Every post about memory allocation seems to either explain how
mmap is used or how
sbrk was used, without regard for how these can be contextualized with the heap.
I have gathered that the heap plays an almost insignificant role in memory allocations -- in fact, I am not sure what it does :D, and I request that someone dis-confuse me.
This is what I understand:
1) When memory is malloced, the end of the uninitialized data segment, the BSS, is expanded. This expansion (which moves an address
x to, say,
x-n) takes place as a result of a call to
sbrk. In this model, memory is allocated into the
n bytes (assuming that each address is in correspondence with one byte) that
sbrk decreased the position of the BSS segment header by. This model is now obsolete. Some define the heap to be the space that is the aggregate of all such expansions. Others do not -- in the latter case, what does the heap do?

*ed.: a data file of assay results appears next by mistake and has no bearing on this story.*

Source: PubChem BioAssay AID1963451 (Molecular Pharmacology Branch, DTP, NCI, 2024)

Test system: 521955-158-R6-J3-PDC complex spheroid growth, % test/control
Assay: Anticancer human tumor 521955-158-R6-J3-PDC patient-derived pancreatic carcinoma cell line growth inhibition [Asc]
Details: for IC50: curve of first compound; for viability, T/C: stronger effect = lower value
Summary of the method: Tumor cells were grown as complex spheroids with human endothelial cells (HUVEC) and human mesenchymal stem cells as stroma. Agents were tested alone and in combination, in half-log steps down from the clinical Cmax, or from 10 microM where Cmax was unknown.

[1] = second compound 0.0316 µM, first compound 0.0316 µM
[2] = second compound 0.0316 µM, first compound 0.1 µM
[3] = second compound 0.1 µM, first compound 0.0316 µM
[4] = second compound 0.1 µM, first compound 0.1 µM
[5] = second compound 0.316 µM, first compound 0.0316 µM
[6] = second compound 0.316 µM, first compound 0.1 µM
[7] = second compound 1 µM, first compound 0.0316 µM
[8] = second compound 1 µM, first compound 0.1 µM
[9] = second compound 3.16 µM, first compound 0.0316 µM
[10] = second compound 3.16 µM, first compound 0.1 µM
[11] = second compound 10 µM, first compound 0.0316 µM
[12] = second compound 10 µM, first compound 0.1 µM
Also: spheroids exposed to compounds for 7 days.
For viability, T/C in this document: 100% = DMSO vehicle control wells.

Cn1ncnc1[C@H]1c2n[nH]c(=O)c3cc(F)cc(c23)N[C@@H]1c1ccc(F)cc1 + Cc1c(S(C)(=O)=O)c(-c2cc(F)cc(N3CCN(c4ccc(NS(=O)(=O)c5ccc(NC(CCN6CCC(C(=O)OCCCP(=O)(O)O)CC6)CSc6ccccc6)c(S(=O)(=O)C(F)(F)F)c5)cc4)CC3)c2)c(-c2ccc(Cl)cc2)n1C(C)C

2) In modern memory allocation schemes, a heap does exist (for what reason, again, I am not sure). To allocate memory,
malloc internally uses
mmap to store data into memory regions that are a collection of pages. These memory regions are independent of the heap.
For old sytems: If memory allocations are stored into address space that is obtained after increasing the offset of the end BSS, then does a heap serve any purpose?
For newer systems: Granted that mmap is mainly used for memory allocations, then what purpose does the heap serve?
In both cases, does the heap really do anything useful?